Caroline Kennedy, president of the John F. Kennedy Library Foundation, unveils Pablo Picasso's painting "Rape of the Sabine Women" at the JFK Library and Museum in Boston, Thursday, Oct. 4, 2012. The painting is on loan to the library from the Museum of Fine Arts in commemoration of the upcoming 50th anniversary of the Cuban Missile Crisis, which was Picasso's inspiration for the work. (AP Photo/Stephan Savoia)
BOSTON - A Picasso painting the famous artist created in denouncing war has come to the John F. Kennedy Presidential Library and Museum to commemorate the 50th anniversary of the Cuban missile crisis.
Caroline Kennedy unveiled the "Rape of the Sabine Women" on Thursday, on loan through Jan. 6 from the Museum of Fine Arts. She said it shows the fear and uncertainty of the time.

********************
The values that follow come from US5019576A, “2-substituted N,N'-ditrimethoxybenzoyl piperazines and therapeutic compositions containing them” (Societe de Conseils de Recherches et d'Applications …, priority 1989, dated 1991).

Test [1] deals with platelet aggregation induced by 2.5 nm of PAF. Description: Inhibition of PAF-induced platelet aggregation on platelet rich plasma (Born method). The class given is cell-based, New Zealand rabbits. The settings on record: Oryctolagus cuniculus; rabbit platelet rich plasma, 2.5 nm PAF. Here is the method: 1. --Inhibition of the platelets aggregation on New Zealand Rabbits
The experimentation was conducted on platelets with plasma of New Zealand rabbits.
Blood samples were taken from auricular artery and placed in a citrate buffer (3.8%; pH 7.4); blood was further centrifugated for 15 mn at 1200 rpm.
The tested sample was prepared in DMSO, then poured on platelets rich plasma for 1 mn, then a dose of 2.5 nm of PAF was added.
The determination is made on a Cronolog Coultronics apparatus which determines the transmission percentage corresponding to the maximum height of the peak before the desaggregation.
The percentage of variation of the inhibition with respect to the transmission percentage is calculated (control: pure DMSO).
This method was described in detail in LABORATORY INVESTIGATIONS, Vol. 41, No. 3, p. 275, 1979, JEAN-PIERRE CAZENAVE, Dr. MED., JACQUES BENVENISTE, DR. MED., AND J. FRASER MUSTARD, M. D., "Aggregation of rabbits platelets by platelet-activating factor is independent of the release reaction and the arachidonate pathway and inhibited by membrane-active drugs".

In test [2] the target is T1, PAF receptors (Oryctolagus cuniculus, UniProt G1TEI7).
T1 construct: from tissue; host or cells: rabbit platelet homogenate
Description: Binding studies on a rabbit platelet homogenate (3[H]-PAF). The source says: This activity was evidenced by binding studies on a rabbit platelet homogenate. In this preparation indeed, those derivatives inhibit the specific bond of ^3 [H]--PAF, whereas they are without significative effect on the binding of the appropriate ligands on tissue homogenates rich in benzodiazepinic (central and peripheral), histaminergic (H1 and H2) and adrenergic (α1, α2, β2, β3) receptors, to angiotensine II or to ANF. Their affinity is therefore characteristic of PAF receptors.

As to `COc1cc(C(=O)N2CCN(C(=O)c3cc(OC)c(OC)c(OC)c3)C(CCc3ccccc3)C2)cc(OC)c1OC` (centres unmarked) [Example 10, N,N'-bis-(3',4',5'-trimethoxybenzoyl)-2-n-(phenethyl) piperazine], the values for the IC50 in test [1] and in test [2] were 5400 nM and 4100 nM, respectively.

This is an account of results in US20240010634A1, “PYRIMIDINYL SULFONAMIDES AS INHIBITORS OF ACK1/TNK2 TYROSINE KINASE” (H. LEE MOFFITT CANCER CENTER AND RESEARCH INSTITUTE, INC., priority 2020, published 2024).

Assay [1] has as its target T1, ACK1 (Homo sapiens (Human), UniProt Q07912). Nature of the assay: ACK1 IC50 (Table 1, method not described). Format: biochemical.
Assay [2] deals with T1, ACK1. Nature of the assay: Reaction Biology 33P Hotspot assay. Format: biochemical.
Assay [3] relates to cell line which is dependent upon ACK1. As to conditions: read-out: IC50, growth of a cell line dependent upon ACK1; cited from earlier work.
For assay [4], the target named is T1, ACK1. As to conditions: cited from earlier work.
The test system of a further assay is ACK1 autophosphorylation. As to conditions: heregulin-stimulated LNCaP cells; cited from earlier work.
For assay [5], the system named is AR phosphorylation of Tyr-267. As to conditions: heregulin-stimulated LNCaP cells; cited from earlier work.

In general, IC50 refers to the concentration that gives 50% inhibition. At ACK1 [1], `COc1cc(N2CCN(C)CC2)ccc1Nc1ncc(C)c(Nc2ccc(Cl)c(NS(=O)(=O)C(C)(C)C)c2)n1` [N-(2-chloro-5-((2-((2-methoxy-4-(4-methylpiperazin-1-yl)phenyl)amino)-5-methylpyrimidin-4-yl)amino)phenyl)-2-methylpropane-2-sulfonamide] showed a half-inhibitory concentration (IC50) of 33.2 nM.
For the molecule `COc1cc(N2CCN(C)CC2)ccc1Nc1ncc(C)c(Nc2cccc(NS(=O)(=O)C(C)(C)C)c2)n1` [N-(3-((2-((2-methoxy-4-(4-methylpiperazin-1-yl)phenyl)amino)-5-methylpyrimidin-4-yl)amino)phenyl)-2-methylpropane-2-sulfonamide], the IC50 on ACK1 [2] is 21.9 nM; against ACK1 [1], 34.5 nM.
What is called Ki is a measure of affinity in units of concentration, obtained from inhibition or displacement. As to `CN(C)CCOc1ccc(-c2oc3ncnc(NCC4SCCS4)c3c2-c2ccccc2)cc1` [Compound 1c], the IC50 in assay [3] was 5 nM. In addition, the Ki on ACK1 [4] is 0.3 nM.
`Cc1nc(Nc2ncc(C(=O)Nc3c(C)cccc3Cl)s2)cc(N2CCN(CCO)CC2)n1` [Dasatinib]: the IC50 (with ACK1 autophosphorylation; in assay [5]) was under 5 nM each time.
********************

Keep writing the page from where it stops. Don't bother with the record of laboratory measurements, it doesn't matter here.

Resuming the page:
"The Cuban missile crisis was really the most dangerous time in my father's presidency, and there really was a risk that the United States and the Soviet Union might go to war," she said. "I think there's a lot that current leaders can learn from (it)."
She called the 1962 crisis over Soviet missiles in Cuba and subsequent ease of tensions her father's "greatest challenge."
The painting, a 6-foot (1.83-meter)- by-4-foot (1.22-meter) vertical oil on canvas, depicts in bold colours two armed men with spear and sword raised toward each other, standing over a woman and wailing child. Picasso started the work soon after the 13-day crisis, referencing a fabled abduction of Sabine women by ancient Romans.
Legend has it, Rome faced a shortage of marriageable women after it was founded or perhaps sought an alliance with a nearby warlike tribe, the Sabines. Roman leaders invited the Sabines to a feast, only to capture dozens to hundreds of Sabine virgins. The Sabines later tried to rescue the women, who reminded them the Romans were now the men's relatives by marriage and brokered a truce.